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Supreme Court under Article 142 of the Constitution of India can invoke its inherent powers to do ‘complete justice’. In the divorce petition filed by a district judge of West Bengal, whose wife, also a district judge, were living separately for the past 17 years. The apex court granted divorce exercising its power to do complete justice.
The couple in the present case are district judges in the state of West Bengal. The Appellant’s (husband) petition for divorce was rejected on the ground that he failed to prove cruelty on the part of his wife. The high court also dismissed the appeal by holding that irretrievable breakdown of marriage cannot be a ground for divorce.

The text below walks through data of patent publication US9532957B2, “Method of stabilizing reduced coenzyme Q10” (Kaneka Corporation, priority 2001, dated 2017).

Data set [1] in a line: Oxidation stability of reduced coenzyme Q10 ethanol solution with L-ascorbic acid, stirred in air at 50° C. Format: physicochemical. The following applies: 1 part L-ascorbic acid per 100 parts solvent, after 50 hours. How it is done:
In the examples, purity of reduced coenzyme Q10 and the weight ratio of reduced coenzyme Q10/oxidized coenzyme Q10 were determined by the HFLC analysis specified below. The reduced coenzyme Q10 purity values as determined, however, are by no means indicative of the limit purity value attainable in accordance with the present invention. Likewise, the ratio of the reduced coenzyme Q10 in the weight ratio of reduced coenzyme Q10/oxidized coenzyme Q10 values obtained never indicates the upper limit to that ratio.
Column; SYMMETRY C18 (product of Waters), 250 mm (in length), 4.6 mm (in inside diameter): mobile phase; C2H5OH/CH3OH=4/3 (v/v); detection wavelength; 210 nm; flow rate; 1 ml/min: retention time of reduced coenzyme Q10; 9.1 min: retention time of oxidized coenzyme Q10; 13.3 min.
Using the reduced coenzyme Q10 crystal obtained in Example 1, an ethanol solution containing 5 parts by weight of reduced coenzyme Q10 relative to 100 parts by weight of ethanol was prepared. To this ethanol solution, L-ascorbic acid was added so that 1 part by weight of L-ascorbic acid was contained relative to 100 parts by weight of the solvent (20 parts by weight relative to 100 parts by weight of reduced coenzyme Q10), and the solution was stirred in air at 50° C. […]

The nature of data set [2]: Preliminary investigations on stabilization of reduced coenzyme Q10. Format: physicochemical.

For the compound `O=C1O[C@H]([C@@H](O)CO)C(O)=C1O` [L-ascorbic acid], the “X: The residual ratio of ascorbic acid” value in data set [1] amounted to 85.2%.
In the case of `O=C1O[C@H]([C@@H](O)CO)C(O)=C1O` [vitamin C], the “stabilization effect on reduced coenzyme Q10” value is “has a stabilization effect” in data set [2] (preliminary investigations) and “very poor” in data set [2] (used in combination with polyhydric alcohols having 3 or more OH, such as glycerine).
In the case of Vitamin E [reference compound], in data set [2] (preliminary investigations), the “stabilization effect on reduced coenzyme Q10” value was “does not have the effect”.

The respondent (wife) did not appear before the family court after filing of written statement. She also did not appear before the high court as well as the Supreme Court.The court noting the said conduct on her part, said it indicated that she was not interested in living with the husband.
The respondent’s denial to participate in proceedings for divorce and forcing the appellant to stay in a dead marriage would itself constitute mental cruelty, the bench said by relying upon Samar Ghosh vs Jaya Ghosh case.
The court in a series of judgements before also invoked Article 142 of the Constitution for dissolution of a marriage where the court finds that the marriage is totally unworkable, emotionally dead, beyond salvage and has broken down irretrievably, even if the facts of the case do not provide a ground in law on which the divorce could be granted.
Thus, the Supreme Court allowed the appeal and granted divorce to the couple.